5. 3rd party devices (i.e. Konnex, DTI, etc.). There are a number of 3rd party devices out there that will convert a digital station port on a Norstar or BCM to an analog FXS port. However, of these, I have only ever known one (the DTI device) that will provide disconnet supervision and DTMF support (with long tones enabled). Unfortunately, this devices has been discontinued for quite some time, and would only be available on the secondary market. They also had notoriously high failure rates, so I'd be careful with these devices.<p>

So you see, FXS to FXO integration on a Norstar system isn't exactly ideal, while on a BCM system, it seems to work a little better because of the ASM8+ unit. Because of these limitations, I would say that FXS/FXO isn't the best method of integrating these two platforms. Trunk-to-trunk (i.e. T1 or VoIP) integrations work best.

by jcoomans, Wednesday 21 of December, 2005 (07:08:20 UTC)
IATA not passing dtmf tones to fxo

I have a CICS which has a Internal ATA. I hooked up a X100P fxo card to it and it worked for dialing out through the Nortel pstn lines (as the Nortel was configured to do) and it answered calls from other extensions (using Feature 66 on the Nortel handsets).

However, I could not get the X100P to sense the dialpad presses of the caller (on another Nortel extension) once it answered. I tried long tones (Feature 808) but the X100P immediately hung up when another key was pressed.

Just to make sure, I hooked up an analogue phone to the I-ATA and found that the dtmf tones were not coming out of the I-ATA at all (unless long tones was on)

Has anyone gotten this to work?

by , Monday 10 of January, 2005 (22:10:43 UTC)
Re: BCM and Norstar

Hi Tom,

I also have setup a H323 trunk between Asterisk and the BCM and it all works well except for calls made from a Nortel phone to a (Asterisk) SIP extension - the SIP phone rings but as once it's answered I cannot hear anything - there is no error with the codecs.

I'm using the latest HEAD version but have had it all working with a pre-version 1 release of asterisk.

What did you change in h323.conf for it to work?

Many thanks.

Matt Green

by , Wednesday 01 of December, 2004 (03:41:30 UTC)
BCM and Norstar

First the BCM. I have confirmed successful H323 connection to and from a BCM3.0/3.5 to an Asterisk Server. It works pretty good. The CLID is a little weird from the BCM to Asterisk but works very well from the Asterisk to BCM. Note: its the BCM causing the problem. You do have to tweak both systems and make a change to the H323.config . I have spent a week off and on to use SIP but I was running into all sorts of issues. If some one knows how to use SIP let me know.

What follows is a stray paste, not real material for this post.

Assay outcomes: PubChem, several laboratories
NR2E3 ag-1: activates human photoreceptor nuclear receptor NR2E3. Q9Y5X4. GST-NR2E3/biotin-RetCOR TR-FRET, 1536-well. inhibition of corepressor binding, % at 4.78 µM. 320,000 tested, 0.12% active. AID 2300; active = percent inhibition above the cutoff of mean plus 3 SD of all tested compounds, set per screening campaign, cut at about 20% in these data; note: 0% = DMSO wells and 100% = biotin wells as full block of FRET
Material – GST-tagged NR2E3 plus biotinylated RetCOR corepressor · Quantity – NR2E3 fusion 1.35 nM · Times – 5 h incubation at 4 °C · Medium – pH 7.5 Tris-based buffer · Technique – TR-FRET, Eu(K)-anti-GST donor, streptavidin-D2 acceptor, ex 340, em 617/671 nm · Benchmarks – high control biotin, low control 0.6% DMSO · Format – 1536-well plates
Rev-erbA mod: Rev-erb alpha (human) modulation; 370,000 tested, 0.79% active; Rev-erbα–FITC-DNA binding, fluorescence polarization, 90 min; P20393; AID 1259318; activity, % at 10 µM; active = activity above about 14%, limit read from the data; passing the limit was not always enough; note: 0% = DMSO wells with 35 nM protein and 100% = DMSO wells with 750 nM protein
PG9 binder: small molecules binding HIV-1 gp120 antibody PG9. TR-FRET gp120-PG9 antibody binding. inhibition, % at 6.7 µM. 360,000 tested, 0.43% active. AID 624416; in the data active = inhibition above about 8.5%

Second is the Norstar. Rather than use an outdated products like a VMI why not use a VOIP gateway. Namely AudioCodes MP104 or MP108. It works well with the norstar and the Asterisk. I have been using it since AudioCodes released them over 2 years ago. I have been sucessful at Norstar connections since I started this. Plus even used VMI's are expensive for 2 ports and they have issues. I have both the Nortel released INI file and Firmware plus I have my own custom INI and Firmware that works on the mp104/108/124. Question. Given the limitations of a Norstar why would you try to use a extension based solution with all of Nortels limitations? Just a note for you all the Nortel Norstar VOIP Gateway was made by AudioCodes not Nortel.

Tom Driscoll

by tdriscoll, Monday 06 of September, 2004 (05:49:15 UTC)
Norstar VMI Tests

We have two of the NT8B89DA VMI's, and they work fairly well. They support disconnect supervision and use DTMF codes to pass call information to the attached device (Asterisk). It's not as full-featured as the native protocol, but definitely offers a much better integration alternative than using the standard ATA/ATA2.

I ran across and 8-port analog interface for Norstar that apparently replaced the VMI, but I'll be darned if I can't find the link again!

by , Tuesday 23 of March, 2004 (06:27:20 UTC)

I have a Nortel Norstar system with the VMI. I haven't bothered to try, but I'm told the VMI is really just a PC running OS/2. You can supposedly connect a monitor and keyboard and mouse and get an OS/2 console on the thing. I believe it has at least ISA card slots, so in theory you could put a network card in it that has OS/2 drivers, configure it, and then access VM files and such, at least. There's probably a way to start hacking from there to do more if you wanted, but you probably start digging into proprietary-land. I'm guessing the VM files use the directory structure for organization and are just .wav's...

I've had the system for a while, but I'm starting to get very interested in moving to VOIP. I'm at least going to be demo'ing VOIP very soon now.


by , Thursday 29 of January, 2004 (21:22:05 UTC)